‘Black Dog’ Review: The 2008 Olympics Cast Shadows Over a Lost Soul and His Lost Dog in Guan Hu’s Desert Noir

No matter how badly your week is going, it’s worth pausing to appreciate the fact that you’re not currently embroiled in a violent feud with a snake venom dealer who calls himself Butcher Hu. But we can’t all be so lucky.

Lang (Eddie Peng) is a changed man since coming out of prison. Emotionally callused and silent by choice, you’d never guess that he was once a beloved entertainer who played rock music and rode motorcycles in the local circus. But when he leaves the joint and returns to his small hometown in China’s Gobi Desert, there’s nothing waiting for him except bad vibes. His father is drinking himself to death at the local zoo, his neighbors resent him for his perceived crimes and assume he got a light sentence because of his celebrity, and his town is overrun with rabid dogs. To make matters worse, the local snake meat and kebab mogul is ready to sick his goons on Lang and his family to get revenge for old grievances.

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So begins “Black Dog,” Guan Hu’s desert-set redemption saga that marries a pulpy thirst for revenge with the sentimental belief that sometimes a good dog is enough to turn everything around. Lang succumbs to the age-old neo-noir protagonist’s fallacy of thinking that the ghosts of his past will leave him alone if he just keeps his head down and mouth shut while he builds a new life. He takes a job on a squad tasked with rounding up all of the stray dogs ahead of the 2008 Beijing Olympics, a grueling task made harder by the fact that the town lives in fear of a black dog that purportedly has rabies. Everyone has been warned to steer clear of the dangerous animal at all costs, but out of some combination of contrarian instincts and sympathy for a fellow outcast, Lang decides to defy orders and befriend the animal. Suffice it to say, that proves to be a wise choice when his world starts to close in around him.

It has become increasingly apparent in recent years that taking on the vast construction projects required to host an Olympics is rarely the kind of government resource allocation that benefits many citizens. Perhaps that’s why so many recent games have been held in authoritarian countries, where political corruption makes it easier to expedite big projects without that pesky will of the people getting in the way. “Black Dog” directly engages with the tension between the immense pride that China took in hosting the 2008 games — which many viewed as a coming out party for a formerly authoritarian nation that had decided it was ready to join the Western world — and the price that its actual citizens paid to host the lavish event.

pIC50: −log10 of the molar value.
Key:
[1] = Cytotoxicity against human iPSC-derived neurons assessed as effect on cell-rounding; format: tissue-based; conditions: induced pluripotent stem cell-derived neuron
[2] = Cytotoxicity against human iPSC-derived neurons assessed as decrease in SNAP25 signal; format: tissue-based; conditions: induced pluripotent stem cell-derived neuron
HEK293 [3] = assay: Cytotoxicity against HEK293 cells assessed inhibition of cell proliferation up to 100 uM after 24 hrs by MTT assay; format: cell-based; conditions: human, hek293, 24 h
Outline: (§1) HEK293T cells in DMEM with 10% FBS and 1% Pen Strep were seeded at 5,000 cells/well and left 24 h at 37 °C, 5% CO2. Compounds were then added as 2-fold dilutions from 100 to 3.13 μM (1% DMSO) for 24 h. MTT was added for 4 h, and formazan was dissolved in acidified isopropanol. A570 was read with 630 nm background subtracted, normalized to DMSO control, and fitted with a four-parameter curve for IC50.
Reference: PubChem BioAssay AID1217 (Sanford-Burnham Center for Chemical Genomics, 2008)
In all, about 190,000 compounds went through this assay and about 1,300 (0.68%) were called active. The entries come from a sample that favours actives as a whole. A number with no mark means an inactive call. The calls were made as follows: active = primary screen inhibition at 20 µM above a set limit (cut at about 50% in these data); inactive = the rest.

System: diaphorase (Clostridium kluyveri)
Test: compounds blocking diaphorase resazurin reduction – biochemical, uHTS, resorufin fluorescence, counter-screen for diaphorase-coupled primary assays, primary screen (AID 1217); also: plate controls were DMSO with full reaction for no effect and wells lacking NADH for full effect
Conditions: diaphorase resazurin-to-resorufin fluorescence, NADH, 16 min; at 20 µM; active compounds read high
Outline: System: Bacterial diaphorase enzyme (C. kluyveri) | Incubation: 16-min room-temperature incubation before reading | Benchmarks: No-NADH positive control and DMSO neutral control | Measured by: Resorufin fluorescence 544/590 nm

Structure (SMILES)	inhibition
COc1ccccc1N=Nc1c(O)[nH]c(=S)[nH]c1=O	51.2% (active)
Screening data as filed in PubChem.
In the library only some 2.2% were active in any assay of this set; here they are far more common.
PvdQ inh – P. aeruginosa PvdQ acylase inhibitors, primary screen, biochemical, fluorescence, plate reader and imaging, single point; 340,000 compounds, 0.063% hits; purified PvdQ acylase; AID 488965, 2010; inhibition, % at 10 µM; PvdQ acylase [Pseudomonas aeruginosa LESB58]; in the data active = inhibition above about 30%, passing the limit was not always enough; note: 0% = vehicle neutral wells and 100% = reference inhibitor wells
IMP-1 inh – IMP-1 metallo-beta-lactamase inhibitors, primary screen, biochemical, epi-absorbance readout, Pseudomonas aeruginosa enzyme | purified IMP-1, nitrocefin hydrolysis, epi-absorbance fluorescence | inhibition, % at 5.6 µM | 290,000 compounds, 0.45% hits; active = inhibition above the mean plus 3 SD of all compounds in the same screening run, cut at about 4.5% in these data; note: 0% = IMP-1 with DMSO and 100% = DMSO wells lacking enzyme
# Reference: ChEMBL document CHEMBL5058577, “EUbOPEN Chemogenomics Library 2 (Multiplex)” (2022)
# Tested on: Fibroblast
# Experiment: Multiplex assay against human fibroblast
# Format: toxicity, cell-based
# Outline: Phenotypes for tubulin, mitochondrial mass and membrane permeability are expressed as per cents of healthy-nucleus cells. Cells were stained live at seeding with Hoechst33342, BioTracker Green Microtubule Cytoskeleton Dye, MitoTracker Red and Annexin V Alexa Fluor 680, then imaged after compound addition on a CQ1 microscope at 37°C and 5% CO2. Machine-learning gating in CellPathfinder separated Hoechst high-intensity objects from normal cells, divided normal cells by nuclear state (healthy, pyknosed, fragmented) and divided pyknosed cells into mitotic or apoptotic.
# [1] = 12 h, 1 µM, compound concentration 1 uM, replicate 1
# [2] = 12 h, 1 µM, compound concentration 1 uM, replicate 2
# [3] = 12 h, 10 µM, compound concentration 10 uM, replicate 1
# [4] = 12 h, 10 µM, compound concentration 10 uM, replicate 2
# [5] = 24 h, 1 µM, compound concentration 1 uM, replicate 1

That setting becomes the strongest aspect of “Black Dog,” which takes place in place in the shadows of the Olympics as the people being displaced by the pageantry lead lives of quiet desperation. Guan uses the sparse scenery to build a world of crumbling neon signs, snake meat stands, and roadside circuses — a desert landscape with more than enough cracks for evil to nestle into. As time goes on, an ensemble of carnies, alcoholics, mechanics, and other misfits with secrets — including Jia Zhangke in a particularly memorable supporting turn — slowly emerges from the seemingly empty town. The harsh backdrop evokes elements of both Westerns and film noir, giving Peng the perfect canvas for his silent drifter act. That noir-like intensity proves to be an ironic complement to what is ultimately a simple man-and-his-dog story, but Peng’s magnetic camera presence is the binding agent that unifies everything into a coherent story of redemption in the unlikeliest of places.

While the plot runs out of gas and occasionally threatens to go off the rails, Guan’s strong visual direction ensures that “Black Dog” never ceases to be interesting. The filmmaker demonstrates a keen eye for framing the desert scenery, and many of the action sequences are choreographed with a geometrically complex density that’s reminiscent of Jacques Tati. The skillful direction allows “Black Dog” to alternate between dark comedy and hardboiled crime with ease as the two lost souls piece together something resembling a new life.

Depending on how you look at it, “Black Dog” is either the most violently depraved feel-good animal movie in recent memory or the most wholesome neo-noir we’ve seen in a while. Lang might not get the happiest ending on the planet, but the subtle rays of light that begin to seep through Peng’s face are enough to tell us that the seeds of redemption can grow roots in even the darkest pits of corruption.

Grade: B

“Black Dog” premiered at the 2024 Cannes Film Festival. It is currently seeking U.S. distribution.

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